A review of the impact of hypnosis, relaxation, guided
imagery and individual differences on aspects of immunity
and health. Authors Gruzelier JH.
Source Stress. 5(2):147-63, 2002 June.
Abstract This review
considers psychological interventions involving relaxation
and guided imagery targeting immune functions. The
review provides evidence of immune control accompanied
by reports of enhanced mood and well-being. Three
recent investigations of the author and his colleagues
with self-hypnosis training incorporating imagery
of the immune system are outlined. In two studies,
hypnosis buffered the effects of stress on immune
functions in medical students at exam time, and the
comparison of self-hypnosis with and without immune
imagery confirmed advantages to targeted imagery for
both immune function and mood, and importantly, fewer
winter viral infections. The implications for health
were investigated in a third study in patients with
virulent and chronic herpes simplex virus-2 HSV-2).
Six weeks of training almost halved recurrence, improved
mood and reduced levels of clinical depression and
anxiety. Immune functions were up-regulated, notably
functional natural killer cell activity to HSV-1.
Individual differences in hypnotic susceptibility
and absorption have typically been found to predict
efficacy. New replicable evidence is reviewed of the
importance of cognitive activation, a personality
difference whose neurophysiological underpinning is
consistent with left hemispheric preferential influences
over the immune system. Now that the validation of
psychological interventions includes advantages for
health, this field of enquiry, which has been characterised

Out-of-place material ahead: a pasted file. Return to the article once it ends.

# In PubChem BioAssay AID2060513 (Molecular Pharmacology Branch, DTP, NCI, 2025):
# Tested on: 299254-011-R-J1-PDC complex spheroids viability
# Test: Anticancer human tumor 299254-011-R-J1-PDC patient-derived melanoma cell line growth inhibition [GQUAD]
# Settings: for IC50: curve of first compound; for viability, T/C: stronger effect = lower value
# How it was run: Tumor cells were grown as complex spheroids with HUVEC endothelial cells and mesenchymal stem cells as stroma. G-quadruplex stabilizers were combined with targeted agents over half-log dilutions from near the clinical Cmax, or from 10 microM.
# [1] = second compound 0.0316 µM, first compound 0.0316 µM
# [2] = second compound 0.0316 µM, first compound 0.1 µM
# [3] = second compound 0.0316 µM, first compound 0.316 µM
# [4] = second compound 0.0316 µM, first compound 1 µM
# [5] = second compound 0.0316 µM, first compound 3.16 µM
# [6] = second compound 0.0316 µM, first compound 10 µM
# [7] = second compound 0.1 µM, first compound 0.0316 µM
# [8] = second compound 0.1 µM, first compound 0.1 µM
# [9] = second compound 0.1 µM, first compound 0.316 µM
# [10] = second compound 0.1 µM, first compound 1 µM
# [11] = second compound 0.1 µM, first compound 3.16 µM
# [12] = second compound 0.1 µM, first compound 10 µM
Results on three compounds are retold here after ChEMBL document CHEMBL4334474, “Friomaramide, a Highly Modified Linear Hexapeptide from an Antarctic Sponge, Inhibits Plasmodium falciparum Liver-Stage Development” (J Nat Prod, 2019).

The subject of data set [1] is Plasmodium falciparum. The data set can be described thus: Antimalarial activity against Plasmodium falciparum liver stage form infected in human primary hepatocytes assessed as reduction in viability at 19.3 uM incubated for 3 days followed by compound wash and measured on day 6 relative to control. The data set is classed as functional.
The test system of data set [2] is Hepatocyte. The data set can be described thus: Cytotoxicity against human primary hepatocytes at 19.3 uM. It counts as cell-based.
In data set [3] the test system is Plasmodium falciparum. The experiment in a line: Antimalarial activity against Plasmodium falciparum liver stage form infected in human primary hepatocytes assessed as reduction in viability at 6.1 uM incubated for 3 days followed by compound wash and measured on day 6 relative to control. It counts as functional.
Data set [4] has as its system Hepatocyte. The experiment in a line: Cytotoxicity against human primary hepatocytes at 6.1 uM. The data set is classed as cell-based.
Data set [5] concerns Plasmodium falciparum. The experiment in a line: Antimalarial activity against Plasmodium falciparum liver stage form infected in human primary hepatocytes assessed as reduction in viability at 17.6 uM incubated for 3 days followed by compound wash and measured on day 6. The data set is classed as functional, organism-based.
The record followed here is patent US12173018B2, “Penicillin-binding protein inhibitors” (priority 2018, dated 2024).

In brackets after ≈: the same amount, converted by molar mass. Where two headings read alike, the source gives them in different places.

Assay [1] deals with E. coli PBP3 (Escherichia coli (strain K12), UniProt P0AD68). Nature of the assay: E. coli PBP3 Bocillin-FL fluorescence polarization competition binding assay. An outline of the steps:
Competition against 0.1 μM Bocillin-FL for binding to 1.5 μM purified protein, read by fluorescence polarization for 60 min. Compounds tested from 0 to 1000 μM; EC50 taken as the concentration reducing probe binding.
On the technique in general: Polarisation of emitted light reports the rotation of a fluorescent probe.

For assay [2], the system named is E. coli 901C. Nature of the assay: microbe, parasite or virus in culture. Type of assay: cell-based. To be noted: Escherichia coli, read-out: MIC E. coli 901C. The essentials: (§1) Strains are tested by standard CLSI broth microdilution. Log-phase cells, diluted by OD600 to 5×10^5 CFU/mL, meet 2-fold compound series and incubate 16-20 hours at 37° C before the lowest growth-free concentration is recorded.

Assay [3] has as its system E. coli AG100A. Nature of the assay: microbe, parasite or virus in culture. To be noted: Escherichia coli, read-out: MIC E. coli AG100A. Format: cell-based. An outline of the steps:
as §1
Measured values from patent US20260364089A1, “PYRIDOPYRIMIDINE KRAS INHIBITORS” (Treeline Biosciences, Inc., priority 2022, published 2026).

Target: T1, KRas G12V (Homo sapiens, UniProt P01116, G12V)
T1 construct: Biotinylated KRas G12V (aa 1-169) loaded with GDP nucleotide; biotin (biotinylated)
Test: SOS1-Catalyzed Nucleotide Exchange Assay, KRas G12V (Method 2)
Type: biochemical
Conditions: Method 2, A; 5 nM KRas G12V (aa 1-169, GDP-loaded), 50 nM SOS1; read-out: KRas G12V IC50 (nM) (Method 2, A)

by modest, small scale, largely preliminary studies,
warrants a greater investment in research.
Treatment of chronic fatigue with neurofeedback and
self-hypnosis. Authors Hammond DC.
Institution Department of Physical Medicine & Rehabilitation,
University of Utah School of Medicine, Salt Lake City,
UT, USA. D.C.Hammond@m.cc.utah.edu Source Neurorehabilitation.
Abstract A 21 year old
patient reported a relatively rapid onset of serious
chronic fatigue syndrome (CFS), with her worst symptoms
being cognitive impairments. Congruent with research
on rapid onset CFS, she had no psychiatric history
and specialized testing did not suggest that somatization
was likely. Neuroimaging and EEG research has documented
brain dysfunction in cases of CFS. Therefore, a quantitative
EEG was done, comparing her to a normative data base.
This revealed excessive left frontal theta brainwave
activity in an area previously implicated in SPECT
research. Therefore, a novel treatment approach was
utilized consisting of a combination of EEG neurofeedback
and self-hypnosis training, both of which seemed very
beneficial. She experienced considerable improvement
in fatigue, vigor, and confusion as measured pre-post
with the Profile of Mood States and through collaborative
interviews with both parents. Most of the changes
were maintained at 5, 7, and 9 month follow-up testing.
Self-hypnotic relaxation during interventional radiological
procedures: effects on pain perception and intravenous
drug use. Authors Lang EV. Joyce JS. Spiegel
D. Hamilton D. Lee KK.
Institution Department of Veterans Affairs Medical Center
(DVAMC), Palo Alto, California, USA.
Source International Journal of Clinical & Experimental